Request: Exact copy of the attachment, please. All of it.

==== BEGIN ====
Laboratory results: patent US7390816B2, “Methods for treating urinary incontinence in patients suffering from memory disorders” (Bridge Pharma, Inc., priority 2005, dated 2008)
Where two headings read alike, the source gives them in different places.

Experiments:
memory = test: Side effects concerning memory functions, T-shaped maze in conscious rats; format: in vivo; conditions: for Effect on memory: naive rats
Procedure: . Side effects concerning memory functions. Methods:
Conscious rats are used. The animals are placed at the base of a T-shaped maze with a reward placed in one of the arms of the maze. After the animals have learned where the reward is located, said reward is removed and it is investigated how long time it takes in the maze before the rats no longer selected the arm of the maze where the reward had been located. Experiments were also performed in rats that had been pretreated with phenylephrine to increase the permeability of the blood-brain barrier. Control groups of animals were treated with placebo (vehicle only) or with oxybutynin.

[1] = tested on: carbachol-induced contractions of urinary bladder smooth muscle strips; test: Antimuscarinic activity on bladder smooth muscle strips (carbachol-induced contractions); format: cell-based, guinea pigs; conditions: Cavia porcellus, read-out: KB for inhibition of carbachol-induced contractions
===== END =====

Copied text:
Laboratory results: patent US7390816B2, “Methods for treating urinary incontinence in patients suffering from memory disorders” (Bridge Pharma, Inc., priority 2005, dated 2008)
Where two headings read alike, the source gives them in different places.

Experiments:
memory = test: Side effects concerning memory functions, T-shaped maze in conscious rats; format: in vivo; conditions: for Effect on memory: naive rats
Procedure: . Side effects concerning memory functions. Methods:
Conscious rats are used. The animals are placed at the base of a T-shaped maze with a reward placed in one of the arms of the maze. After the animals have learned where the reward is located, said reward is removed and it is investigated how long time it takes in the maze before the rats no longer selected the arm of the maze where the reward had been located. Experiments were also performed in rats that had been pretreated with phenylephrine to increase the permeability of the blood-brain barrier. Control groups of animals were treated with placebo (vehicle only) or with oxybutynin.

[1] = tested on: carbachol-induced contractions of urinary bladder smooth muscle strips; test: Antimuscarinic activity on bladder smooth muscle strips (carbachol-induced contractions); format: cell-based, guinea pigs; conditions: Cavia porcellus, read-out: KB for inhibition of carbachol-induced contractions